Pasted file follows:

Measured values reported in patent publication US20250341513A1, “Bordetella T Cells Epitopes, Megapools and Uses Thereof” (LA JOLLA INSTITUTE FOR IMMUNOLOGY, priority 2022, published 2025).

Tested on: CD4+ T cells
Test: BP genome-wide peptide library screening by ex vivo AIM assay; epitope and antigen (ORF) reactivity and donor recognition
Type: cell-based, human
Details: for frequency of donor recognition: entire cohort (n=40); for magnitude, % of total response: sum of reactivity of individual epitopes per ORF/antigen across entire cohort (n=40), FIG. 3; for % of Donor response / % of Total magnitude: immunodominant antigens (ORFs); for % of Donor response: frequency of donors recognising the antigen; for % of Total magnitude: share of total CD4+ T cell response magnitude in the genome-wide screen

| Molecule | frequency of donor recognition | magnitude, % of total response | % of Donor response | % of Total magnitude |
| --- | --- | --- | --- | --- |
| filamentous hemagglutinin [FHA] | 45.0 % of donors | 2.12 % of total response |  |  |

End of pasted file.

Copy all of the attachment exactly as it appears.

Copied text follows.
Measured values reported in patent publication US20250341513A1, “Bordetella T Cells Epitopes, Megapools and Uses Thereof” (LA JOLLA INSTITUTE FOR IMMUNOLOGY, priority 2022, published 2025).

Tested on: CD4+ T cells
Test: BP genome-wide peptide library screening by ex vivo AIM assay; epitope and antigen (ORF) reactivity and donor recognition
Type: cell-based, human
Details: for frequency of donor recognition: entire cohort (n=40); for magnitude, % of total response: sum of reactivity of individual epitopes per ORF/antigen across entire cohort (n=40), FIG. 3; for % of Donor response / % of Total magnitude: immunodominant antigens (ORFs); for % of Donor response: frequency of donors recognising the antigen; for % of Total magnitude: share of total CD4+ T cell response magnitude in the genome-wide screen

| Molecule | frequency of donor recognition | magnitude, % of total response | % of Donor response | % of Total magnitude |
| --- | --- | --- | --- | --- |
| filamentous hemagglutinin [FHA] | 45.0 % of donors | 2.12 % of total response |  |  |